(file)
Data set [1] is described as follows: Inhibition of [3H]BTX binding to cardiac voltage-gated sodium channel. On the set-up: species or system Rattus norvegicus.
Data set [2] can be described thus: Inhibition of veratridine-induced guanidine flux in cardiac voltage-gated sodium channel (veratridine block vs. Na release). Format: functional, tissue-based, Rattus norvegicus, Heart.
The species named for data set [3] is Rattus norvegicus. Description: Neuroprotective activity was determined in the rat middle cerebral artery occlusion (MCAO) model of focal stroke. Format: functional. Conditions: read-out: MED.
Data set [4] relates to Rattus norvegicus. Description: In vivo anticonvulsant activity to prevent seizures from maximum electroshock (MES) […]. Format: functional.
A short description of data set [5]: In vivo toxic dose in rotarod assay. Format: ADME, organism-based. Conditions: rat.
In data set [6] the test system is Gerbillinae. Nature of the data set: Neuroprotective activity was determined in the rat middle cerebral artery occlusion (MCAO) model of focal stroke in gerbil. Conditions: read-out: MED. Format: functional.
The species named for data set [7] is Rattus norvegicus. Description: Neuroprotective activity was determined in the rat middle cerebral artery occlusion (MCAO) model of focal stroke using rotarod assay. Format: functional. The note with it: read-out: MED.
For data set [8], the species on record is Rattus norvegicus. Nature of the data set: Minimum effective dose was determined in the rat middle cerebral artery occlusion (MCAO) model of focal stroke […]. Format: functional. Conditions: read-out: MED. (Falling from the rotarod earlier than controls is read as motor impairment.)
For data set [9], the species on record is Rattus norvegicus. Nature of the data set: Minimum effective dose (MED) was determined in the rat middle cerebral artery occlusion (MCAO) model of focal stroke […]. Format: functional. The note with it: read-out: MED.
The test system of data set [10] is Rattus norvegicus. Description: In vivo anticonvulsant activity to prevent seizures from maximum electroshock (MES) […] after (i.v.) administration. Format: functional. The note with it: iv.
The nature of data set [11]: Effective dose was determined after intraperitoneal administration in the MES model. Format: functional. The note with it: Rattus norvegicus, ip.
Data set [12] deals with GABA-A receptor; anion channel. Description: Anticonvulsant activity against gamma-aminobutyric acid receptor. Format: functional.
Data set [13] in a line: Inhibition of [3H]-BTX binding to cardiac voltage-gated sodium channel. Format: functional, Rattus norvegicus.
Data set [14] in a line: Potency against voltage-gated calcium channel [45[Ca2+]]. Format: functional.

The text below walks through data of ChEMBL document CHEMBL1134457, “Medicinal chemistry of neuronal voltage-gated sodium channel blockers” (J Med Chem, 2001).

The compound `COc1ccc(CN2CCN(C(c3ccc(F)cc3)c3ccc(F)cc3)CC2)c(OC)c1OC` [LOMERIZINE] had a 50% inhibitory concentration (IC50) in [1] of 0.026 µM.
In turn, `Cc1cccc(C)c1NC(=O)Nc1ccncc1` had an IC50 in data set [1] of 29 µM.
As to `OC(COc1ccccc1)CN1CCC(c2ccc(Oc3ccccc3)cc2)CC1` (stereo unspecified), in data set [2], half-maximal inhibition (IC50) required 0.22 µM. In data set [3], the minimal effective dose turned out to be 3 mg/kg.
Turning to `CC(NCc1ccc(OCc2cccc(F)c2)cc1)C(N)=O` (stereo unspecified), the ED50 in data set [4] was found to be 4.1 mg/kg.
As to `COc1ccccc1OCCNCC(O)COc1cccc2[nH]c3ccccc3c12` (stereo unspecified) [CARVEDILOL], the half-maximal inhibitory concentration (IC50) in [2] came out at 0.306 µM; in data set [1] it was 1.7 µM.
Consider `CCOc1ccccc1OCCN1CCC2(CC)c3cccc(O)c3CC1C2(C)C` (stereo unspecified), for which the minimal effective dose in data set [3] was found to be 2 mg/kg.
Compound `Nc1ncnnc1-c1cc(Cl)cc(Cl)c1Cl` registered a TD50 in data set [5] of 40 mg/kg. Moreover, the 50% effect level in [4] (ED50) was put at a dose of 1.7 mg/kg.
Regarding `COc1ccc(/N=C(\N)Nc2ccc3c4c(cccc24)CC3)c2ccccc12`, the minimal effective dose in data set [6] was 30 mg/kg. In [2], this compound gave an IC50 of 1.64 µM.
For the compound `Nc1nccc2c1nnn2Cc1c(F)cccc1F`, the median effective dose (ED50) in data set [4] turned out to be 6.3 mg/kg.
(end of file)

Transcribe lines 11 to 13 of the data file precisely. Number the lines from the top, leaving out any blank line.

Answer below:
The nature of data set [11]: Effective dose was determined after intraperitoneal administration in the MES model. Format: functional. The note with it: Rattus norvegicus, ip.
Data set [12] deals with GABA-A receptor; anion channel. Description: Anticonvulsant activity against gamma-aminobutyric acid receptor. Format: functional.
Data set [13] in a line: Inhibition of [3H]-BTX binding to cardiac voltage-gated sodium channel. Format: functional, Rattus norvegicus.